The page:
27 April 2009

Lovecraft Unbound

Thanks to Ellen Datlow, this can be revealed.
Lovecraft Unbound edited by Ellen Datlow. To be released in October from M Press.

Table of Contents

Introduction by Ellen Datlow
"The Crevasse" by Dale Bailey and Nathan Ballingrud
"The Office of Doom" by Richard Bowes
"Sincerely, Petrified" by Anna Tambour
"The Din of Celestial Birds" by Brian Evenson
"The Tenderness of Jackals" by Amanda Downum
"Sight Unseen" by Joel Lane
"Cold Water Survival" by Holly Phillips
"Come Lurk with Me and Be My Love" by William Browning Spencer
"Houses Under the Sea" by Caitlín R. Kiernan
"Machines of Concrete Light and Dark" by Michael Cisco
"Leng" by Marc Laidlaw
"In the Black Mill" by Michael Chabon
"One Day, Soon" by Lavie Tidhar
"Commencement" by Joyce Carol Oates
"Vernon, Driving" by Simon Kurt Unsworth
"The Recruiter" by Michael Shea
"Marya Nox" by Gemma Files
"Mongoose" by Sarah Monette & Elizabeth Bear
"Catch Hell" by Laird Barron
"That of Which We Speak When We Speak of the Unspeakable" by Nick Mamatas

22 April 2009

Hear the joke about the Vatican and the Science Ethics Prize?

A Eureka needs to be born again

The very cool Eureka Prizes are Australia's "Oscars of Science". Presented by the Australian Museum, the Eurekas celebrate outstanding work in many fields.

The Eureka Prize for Ethics Research is sponsored by the Vatican Australian Catholic University.
"Because the world of higher education constitutes for the universal church 'a privileged field for her work of evangelization and her presence in the cultural sphere,' the university's health is a matter of great concern to every pope.

"Of primary concern to the Vatican in all its interventions and initiatives in the sphere of education is the preservation and fostering of an institution's specifically Catholic identity."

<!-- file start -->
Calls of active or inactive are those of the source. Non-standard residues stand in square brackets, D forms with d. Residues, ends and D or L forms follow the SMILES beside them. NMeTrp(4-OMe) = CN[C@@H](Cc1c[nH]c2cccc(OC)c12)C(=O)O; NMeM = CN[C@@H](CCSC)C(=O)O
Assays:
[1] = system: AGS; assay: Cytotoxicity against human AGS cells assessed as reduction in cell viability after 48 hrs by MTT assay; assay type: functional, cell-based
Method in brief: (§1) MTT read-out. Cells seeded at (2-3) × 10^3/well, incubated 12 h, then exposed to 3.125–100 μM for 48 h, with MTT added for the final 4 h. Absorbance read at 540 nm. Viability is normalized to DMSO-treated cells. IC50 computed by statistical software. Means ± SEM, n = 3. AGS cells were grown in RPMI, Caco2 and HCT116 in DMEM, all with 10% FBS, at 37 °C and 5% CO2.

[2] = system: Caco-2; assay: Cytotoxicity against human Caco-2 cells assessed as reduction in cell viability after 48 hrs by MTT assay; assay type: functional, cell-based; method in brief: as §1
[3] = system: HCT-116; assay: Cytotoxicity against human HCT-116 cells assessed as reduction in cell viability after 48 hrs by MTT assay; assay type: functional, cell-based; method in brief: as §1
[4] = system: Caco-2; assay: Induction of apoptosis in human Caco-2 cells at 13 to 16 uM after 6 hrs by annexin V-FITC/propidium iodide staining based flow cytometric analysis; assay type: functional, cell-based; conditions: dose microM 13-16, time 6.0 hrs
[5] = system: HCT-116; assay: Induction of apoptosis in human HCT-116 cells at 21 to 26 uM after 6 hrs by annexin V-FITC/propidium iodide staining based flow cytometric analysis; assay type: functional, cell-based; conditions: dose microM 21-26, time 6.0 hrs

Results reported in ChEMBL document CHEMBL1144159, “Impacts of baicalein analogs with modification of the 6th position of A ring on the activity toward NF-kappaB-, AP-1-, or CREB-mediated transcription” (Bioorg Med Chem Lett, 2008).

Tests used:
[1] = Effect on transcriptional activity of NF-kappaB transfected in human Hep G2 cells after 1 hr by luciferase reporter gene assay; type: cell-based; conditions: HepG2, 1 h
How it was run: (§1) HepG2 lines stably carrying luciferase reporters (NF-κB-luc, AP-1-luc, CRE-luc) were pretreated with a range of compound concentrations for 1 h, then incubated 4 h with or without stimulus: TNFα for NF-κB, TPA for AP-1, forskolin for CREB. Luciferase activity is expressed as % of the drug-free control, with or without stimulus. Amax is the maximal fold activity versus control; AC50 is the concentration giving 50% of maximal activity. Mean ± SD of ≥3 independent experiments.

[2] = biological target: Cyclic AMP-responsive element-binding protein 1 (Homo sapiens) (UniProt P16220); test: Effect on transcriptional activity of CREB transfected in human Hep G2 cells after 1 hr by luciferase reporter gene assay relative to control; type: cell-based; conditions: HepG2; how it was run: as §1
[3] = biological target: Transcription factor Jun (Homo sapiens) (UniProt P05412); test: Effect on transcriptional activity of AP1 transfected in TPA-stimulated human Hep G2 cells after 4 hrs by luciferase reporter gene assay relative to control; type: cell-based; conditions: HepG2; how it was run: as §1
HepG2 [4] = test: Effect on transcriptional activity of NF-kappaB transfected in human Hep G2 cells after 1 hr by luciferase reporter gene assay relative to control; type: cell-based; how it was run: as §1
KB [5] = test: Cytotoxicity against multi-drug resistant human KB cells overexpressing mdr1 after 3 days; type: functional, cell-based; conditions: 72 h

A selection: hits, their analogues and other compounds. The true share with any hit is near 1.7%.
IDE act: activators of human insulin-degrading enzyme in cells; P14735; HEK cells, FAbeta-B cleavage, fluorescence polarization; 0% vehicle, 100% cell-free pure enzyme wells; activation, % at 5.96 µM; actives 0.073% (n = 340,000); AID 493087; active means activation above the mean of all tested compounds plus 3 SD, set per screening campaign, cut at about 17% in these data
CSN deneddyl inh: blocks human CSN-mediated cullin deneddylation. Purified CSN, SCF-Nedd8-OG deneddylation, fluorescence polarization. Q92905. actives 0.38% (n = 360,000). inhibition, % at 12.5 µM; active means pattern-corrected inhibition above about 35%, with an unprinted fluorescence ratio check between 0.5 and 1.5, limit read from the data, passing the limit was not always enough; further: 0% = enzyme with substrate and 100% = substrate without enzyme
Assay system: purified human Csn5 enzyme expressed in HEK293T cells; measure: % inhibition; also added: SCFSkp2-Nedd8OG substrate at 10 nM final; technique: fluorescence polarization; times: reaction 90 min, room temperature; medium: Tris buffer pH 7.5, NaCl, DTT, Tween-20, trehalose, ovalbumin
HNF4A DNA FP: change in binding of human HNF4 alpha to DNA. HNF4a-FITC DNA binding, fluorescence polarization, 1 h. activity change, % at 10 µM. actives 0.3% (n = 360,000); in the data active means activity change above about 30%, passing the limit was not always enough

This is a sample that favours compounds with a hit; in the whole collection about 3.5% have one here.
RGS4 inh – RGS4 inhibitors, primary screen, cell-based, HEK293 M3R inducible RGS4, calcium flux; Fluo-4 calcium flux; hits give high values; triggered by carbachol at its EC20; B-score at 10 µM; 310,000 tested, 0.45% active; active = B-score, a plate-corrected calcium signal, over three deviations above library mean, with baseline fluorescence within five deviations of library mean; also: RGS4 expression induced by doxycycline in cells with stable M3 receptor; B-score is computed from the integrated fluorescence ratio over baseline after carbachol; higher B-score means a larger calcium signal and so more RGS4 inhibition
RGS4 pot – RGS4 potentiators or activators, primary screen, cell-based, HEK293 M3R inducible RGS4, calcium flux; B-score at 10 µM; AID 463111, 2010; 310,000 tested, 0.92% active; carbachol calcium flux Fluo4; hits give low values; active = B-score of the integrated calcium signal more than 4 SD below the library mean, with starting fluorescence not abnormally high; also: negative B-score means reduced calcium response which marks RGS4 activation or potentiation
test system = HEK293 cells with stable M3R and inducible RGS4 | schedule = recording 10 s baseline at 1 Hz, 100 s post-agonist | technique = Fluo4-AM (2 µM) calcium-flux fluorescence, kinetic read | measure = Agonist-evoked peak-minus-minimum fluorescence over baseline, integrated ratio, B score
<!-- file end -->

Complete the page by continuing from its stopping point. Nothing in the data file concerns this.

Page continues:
- Michael J. Miller, Catholic Universities and their Catholic Identity, 2005

(Archbishop Miller is Secretary to the Congregation on Catholic Education at the Vatican. You might enjoy some of his thoughts on the Internet Padre's "Catholic Sexual Ethics" page. In 2007 the Australian Catholic University awarded him their highest honour.)
With so many problems on so many fronts, and capabilities in life sciences never before achievable, the $10,000 Eureka Ethics Research Prize should be both controversial and exciting, something that also enhances Australia's image around the globe as much as our overabundance of brilliant (and sometimes very brave) scientists. One would think the Ethics Prize must be the hardest to decide, given the competition of ethical issues confronting scientists. The 2008 winner was a corker, avoiding the obvious problems and going for the underlying cause of our world financial crisis: The scourge of selflessness and asceticism amongst the wealthy.

The 2008 winner of the Ethics Prize is Garrett Cullity, a "Philosopher of Religion".
"Cullity has won the ACU Eureka Prize for Ethics for a book in which he argues that the altruistic model of restricting one's life to aid another is flawed and that it is not morally wrong to live a life of rich personal fulfillment."